At NAIFA’s 2014 Career Conference and Annual Meeting, held in San Diego September 6-8, LifeHealthPro Senior Editor Warren S. Hersch spoke with Aprilyn Geissler, an insurance agent and owner of Geissler Agency. She discussed, among other things, initiatives she’s undertaken to make her practice a top-performing Farmers Insurance agency. The following are excerpts.
Hersch: Tell me about your practice. What are your product lines and areas of expertise?
Geissler: We mainly sell P&C and personal lines insurance, but life, disability income, health and long-term care insurance are also growing parts of the business. My husband, who works in the agency, has taken over the health insurance side.
Hersch: How well is your practice doing now overall?
Geissler: Business is very good. I purchased two other Farmers Insurance agencies in the last 12 months, effectively tripling the size of my business. We’re also growing the business organically.
Hersch: Can you quantify your business growth in revenue or percentage terms?
Geissler: From August of 2013 to August of 2014, we grew our net book of business by 293 policies, mostly on the P&C side. We’re also servicing between 60 and 80 policies per month.
On the life insurance side, we’re doing more business than we did in the last three years combined. As to retirement and business planning, I earned $16,000 in commissions last year — not fees — which is how compensation for financial advice is counted at Farmers. For 2014, I expect the commissions will be at a comparable level.
Hersch: How does Farmers evaluate your performance? What benchmarks do they use?
Geissler: Farmers looks at your key point initiatives, or KPIs. They track, for example, how many licensed insurance professionals you have on staff, and whether you’re meeting a threshold number of appointments, quotes and annual reviews over a specific period. The company also tracks new sales and retention of existing business.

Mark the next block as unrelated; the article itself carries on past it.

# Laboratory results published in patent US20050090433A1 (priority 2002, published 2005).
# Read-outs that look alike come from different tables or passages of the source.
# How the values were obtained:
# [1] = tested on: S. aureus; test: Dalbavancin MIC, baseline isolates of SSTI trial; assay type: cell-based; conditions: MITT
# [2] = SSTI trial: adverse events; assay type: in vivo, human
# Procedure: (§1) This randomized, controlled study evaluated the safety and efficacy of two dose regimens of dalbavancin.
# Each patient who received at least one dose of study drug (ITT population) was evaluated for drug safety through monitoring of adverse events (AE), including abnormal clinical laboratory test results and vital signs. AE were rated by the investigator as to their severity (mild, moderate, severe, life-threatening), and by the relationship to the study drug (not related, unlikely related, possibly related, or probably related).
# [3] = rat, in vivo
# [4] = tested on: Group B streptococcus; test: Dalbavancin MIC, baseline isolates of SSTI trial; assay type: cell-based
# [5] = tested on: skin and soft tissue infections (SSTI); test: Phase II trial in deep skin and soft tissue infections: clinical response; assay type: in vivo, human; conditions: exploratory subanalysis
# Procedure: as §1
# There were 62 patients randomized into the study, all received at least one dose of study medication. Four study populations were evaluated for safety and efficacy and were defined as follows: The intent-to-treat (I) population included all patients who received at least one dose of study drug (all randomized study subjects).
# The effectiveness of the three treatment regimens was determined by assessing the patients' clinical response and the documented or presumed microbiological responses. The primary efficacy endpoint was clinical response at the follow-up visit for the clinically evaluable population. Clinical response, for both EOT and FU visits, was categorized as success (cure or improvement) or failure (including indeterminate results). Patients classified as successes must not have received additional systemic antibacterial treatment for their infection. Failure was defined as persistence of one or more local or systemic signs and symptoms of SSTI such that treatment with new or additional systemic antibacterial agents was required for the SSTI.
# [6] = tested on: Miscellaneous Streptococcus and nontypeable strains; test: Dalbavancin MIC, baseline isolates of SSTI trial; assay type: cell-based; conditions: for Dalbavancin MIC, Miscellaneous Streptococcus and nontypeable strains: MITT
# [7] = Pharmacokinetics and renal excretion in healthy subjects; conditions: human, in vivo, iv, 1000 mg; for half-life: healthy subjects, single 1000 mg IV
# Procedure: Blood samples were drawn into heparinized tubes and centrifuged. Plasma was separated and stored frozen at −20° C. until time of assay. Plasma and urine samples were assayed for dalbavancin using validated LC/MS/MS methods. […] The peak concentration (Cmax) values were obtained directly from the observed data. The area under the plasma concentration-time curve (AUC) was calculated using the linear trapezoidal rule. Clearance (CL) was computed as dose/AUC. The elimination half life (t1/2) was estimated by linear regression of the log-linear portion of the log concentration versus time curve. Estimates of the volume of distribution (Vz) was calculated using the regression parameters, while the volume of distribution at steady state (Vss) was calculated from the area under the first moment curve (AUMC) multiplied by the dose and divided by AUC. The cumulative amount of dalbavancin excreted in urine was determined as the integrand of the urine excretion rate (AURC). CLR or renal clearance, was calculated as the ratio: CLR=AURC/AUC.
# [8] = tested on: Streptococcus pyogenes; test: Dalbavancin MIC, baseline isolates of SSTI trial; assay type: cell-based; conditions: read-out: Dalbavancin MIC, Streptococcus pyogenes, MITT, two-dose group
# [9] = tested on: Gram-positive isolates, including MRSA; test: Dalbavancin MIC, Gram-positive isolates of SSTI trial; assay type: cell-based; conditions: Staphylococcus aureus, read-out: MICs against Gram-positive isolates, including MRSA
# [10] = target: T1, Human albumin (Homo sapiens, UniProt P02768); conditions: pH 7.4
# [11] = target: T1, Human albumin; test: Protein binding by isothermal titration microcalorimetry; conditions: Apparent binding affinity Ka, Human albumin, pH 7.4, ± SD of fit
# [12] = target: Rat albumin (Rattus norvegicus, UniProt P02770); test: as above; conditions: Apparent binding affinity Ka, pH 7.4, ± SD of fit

Hersch: So given these various benchmarks, what is your firm’s standing within Farmers?
Geissler: We’re rated AAA, which is the best you can be; lower rankings include AA, B, C, and D. Because we’re a triple AAA agency, we know we’re hitting all of the KPIs.
Hersch: What best practices did you implement to achieve this high rating?
Geissler: A big reason why we’re enjoying the growth we’ve had is because I have systems in place. Part of the business model calls for establishing and tracking the benchmarks I mentioned earlier. To help meet the quotas, I’ve delegated specific tasks to our four people on staff: full-time customer service and sales reps who are fully licensed in P&C and life insurance product lines; a part-time reception who answers phone calls; plus a marketing person. I’ve also empowered my people to take on new tasks and to grow themselves professionally.
Hersch: How did you learn about and implement the methodology and best practices you’ve adopted?
Geissler: Farmers put the top 20 to 30 percent of their agencies — ours included — into a program called Platform. The program distributes funds on a monthly basis in exchange for meeting the company-established benchmarks. Under the program, an agency business counselor — a sort of operations manager — visits our offices weekly to review our numbers.
Among these are, again, the annual reviews, calls to prospects, policy quotes, staff size and licensing requirements for employees.
But the counselor also checks on whether our office has a certain approved look, whether appropriate signage is place, and whether the office is open for an approved number of hours and days per week. The company, in sum, is standardizing how an agency should be run.